Development of Flexural Vibration Inspection Techniques to Rapidly Assess the Structural Health of Rural Bridge Systems: Phase II


Brian Brashaw, Robert Vatalaro, Xiping Wang, Matthew Verreaux, Kevin Sarvela

December 2009

Report no. MnDOT 2009-40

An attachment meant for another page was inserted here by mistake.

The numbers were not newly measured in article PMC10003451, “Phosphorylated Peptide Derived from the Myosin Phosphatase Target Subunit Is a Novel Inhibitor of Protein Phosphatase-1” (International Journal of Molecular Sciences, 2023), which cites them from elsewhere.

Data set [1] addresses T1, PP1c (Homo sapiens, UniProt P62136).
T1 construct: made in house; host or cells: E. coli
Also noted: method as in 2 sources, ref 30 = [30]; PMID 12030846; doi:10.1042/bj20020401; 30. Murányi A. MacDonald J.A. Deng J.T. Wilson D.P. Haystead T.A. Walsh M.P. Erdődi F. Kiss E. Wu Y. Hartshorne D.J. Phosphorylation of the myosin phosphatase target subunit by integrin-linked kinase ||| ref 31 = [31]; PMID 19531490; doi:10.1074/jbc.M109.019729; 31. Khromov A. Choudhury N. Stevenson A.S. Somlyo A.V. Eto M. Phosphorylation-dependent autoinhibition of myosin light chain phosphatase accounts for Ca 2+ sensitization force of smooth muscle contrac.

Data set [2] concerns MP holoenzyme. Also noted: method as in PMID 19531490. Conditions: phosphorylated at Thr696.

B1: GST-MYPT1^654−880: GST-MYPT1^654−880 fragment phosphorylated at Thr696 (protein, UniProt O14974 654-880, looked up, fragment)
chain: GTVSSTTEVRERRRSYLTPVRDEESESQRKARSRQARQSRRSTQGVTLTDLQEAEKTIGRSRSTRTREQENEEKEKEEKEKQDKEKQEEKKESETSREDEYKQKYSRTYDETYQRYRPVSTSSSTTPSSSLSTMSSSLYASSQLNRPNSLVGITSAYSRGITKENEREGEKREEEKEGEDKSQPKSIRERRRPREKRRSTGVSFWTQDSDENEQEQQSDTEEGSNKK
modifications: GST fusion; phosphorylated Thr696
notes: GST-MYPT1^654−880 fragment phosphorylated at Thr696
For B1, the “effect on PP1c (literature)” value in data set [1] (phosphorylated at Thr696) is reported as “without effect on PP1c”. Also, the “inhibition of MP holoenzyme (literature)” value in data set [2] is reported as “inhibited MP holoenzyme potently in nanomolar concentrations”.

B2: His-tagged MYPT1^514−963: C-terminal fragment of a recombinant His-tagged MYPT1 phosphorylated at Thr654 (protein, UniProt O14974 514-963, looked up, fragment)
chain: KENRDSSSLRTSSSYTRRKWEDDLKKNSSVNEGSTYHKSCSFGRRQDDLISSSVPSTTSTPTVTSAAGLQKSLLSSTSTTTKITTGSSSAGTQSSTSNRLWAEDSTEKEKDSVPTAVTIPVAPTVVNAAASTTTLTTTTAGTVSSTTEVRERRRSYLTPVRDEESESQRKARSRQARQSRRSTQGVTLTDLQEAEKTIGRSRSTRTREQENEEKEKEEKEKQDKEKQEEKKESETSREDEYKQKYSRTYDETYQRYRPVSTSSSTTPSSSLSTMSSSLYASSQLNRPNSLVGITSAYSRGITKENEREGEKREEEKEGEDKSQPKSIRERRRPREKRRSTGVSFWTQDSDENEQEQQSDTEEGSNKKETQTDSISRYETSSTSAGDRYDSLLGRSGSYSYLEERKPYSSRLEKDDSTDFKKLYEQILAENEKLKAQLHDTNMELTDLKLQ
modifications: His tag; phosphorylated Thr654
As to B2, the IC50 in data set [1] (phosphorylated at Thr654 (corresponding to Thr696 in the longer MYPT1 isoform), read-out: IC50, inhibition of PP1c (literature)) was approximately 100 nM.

Current timber bridge inspection procedures used in Minnesota and across the United States are mostly limited to visual inspection of the wood components. Use of advanced techniques like stress wave timing, moisture meters, resistance drills will significantly improve the reliability of the inspections but these inspection techniques are time consuming. The objective of this project was to conduct vibration testing of dowel laminated timber bridge systems to better understand the potential for using vibration testing to assess the structural health and condition of bridges in Minnesota. A second key objective was to improve and automate the vibration testing system that is currently being used. This research showed that the forced vibration system developed is an effective tool for conducting forced vibration tests of timber bridges and that there is a noted increase in frequency during each successive stage of construction. A reliable means for assessing the peak frequencies and an identification of the mode still needs to be developed for this system to use the vibration response to predict the EI product for use in load ratings. Each bridge has a unique set of vibration characteristics that were identified using the automated system. These characteristics showed peaks in amplitude as the frequency of the vibration was increased from 0 - 35 Hz during testing. It is believed that monitoring of the characteristic vibration response for each bridge would be a means of identifying changes in structural health over time due to wood decay, accidents, vandalism, or lack of maintenance.

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